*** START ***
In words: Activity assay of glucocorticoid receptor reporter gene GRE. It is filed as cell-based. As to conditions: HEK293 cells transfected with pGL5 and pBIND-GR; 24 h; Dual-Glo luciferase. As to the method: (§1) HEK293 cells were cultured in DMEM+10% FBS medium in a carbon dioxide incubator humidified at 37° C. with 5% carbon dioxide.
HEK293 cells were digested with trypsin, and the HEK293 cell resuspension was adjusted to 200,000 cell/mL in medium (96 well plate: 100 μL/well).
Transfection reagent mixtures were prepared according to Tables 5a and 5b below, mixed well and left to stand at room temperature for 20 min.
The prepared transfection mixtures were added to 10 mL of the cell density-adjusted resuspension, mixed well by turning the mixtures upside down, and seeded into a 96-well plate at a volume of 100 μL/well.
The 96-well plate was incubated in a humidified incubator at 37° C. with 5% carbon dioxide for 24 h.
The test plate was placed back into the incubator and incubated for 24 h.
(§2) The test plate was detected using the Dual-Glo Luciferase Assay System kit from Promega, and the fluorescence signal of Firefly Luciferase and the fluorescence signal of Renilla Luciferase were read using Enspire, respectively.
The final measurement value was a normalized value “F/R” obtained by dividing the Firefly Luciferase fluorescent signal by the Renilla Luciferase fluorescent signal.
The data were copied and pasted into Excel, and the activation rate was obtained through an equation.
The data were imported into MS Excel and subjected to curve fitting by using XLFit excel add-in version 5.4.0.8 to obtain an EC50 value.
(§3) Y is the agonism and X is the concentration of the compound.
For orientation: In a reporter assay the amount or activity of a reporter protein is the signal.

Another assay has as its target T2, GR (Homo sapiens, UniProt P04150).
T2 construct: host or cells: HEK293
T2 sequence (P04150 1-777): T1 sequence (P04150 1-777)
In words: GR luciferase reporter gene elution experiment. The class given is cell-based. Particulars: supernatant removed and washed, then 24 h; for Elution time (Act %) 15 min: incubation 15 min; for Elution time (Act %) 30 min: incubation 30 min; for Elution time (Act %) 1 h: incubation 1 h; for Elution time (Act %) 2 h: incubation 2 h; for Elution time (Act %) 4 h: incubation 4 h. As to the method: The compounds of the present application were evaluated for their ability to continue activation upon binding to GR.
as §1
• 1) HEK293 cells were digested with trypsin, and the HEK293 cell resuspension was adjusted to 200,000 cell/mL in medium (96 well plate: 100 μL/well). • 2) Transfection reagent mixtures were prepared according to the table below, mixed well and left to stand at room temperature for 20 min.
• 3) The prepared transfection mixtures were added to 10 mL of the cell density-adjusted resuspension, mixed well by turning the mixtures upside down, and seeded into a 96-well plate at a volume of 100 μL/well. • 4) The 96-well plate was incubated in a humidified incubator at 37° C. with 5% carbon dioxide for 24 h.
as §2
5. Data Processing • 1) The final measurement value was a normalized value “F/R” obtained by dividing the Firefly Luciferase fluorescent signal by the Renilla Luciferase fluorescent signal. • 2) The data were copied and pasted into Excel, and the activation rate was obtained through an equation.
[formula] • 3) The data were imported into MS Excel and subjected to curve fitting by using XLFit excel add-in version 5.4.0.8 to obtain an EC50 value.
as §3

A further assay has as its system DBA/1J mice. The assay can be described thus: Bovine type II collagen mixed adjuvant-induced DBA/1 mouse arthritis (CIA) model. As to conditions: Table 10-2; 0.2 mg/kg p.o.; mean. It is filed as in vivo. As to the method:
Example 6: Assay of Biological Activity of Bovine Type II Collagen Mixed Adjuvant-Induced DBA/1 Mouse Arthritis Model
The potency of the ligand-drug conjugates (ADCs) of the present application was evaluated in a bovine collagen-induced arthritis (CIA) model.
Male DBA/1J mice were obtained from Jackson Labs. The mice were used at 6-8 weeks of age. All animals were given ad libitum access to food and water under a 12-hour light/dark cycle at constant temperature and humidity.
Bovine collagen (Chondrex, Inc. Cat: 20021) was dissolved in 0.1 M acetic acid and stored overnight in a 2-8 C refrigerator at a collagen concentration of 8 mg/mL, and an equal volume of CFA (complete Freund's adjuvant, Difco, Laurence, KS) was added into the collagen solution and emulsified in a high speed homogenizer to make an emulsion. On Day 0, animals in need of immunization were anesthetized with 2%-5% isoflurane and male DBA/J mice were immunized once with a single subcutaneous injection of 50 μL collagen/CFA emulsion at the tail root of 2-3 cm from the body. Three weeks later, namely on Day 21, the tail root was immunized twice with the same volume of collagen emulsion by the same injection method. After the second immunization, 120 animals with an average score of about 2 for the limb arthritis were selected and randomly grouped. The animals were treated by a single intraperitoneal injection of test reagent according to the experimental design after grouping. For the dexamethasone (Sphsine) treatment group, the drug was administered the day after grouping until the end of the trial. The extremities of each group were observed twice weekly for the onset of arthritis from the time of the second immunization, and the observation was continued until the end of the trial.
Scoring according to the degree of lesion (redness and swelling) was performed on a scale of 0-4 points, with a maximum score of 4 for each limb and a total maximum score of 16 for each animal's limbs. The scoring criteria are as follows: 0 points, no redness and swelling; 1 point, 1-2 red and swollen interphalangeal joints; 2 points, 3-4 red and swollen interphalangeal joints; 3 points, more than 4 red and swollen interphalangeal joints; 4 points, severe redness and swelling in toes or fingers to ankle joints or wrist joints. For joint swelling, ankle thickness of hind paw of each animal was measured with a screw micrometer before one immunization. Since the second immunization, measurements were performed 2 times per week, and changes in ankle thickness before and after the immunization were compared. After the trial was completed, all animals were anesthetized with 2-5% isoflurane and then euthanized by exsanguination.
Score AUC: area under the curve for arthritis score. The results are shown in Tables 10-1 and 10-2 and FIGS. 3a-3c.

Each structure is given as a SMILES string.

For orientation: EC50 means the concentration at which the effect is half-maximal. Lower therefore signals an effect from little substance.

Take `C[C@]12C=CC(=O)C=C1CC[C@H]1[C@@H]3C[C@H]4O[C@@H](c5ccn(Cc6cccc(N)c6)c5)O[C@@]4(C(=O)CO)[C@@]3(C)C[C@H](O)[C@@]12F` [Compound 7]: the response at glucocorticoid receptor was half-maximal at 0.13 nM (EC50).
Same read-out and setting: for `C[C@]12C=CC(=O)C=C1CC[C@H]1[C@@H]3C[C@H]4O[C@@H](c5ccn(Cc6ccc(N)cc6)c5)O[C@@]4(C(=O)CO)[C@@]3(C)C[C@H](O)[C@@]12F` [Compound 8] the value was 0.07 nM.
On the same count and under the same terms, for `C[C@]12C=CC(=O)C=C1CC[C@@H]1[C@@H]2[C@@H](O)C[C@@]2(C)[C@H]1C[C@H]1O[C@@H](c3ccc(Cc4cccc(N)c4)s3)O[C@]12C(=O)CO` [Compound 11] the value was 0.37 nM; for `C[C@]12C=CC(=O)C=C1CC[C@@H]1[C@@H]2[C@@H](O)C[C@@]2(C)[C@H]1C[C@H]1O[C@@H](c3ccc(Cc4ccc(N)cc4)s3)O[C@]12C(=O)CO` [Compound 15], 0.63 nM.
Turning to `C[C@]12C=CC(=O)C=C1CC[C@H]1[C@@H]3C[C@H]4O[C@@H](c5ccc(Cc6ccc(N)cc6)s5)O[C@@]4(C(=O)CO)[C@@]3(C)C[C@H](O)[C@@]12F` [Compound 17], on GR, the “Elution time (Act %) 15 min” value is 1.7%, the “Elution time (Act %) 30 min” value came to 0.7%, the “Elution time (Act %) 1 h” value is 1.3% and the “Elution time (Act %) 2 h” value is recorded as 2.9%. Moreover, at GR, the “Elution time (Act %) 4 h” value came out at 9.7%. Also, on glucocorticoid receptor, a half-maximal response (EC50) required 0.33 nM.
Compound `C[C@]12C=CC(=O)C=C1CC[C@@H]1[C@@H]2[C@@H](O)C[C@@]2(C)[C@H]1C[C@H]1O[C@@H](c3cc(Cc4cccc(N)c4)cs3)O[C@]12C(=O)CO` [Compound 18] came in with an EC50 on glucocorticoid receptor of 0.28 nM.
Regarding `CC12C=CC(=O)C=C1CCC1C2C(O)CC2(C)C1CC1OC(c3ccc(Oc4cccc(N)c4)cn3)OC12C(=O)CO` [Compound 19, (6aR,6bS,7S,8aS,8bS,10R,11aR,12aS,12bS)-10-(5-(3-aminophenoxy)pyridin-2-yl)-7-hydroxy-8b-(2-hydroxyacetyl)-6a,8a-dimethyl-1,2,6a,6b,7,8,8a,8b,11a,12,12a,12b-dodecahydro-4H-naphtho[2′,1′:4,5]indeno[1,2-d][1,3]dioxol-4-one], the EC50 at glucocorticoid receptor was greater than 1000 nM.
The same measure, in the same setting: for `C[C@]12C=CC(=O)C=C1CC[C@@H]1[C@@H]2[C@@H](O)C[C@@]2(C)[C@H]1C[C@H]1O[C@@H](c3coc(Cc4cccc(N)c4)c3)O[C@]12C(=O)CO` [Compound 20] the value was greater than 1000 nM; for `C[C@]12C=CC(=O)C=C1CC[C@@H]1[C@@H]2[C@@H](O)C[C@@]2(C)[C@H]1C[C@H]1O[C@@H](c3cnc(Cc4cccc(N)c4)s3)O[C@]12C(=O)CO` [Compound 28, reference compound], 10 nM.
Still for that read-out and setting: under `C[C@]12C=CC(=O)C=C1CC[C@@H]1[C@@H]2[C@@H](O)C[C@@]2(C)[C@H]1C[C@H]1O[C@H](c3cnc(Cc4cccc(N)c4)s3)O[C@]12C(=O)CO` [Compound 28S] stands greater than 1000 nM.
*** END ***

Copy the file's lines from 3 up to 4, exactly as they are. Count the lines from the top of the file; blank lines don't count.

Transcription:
Transfection reagent mixtures were prepared according to Tables 5a and 5b below, mixed well and left to stand at room temperature for 20 min.
The prepared transfection mixtures were added to 10 mL of the cell density-adjusted resuspension, mixed well by turning the mixtures upside down, and seeded into a 96-well plate at a volume of 100 μL/well.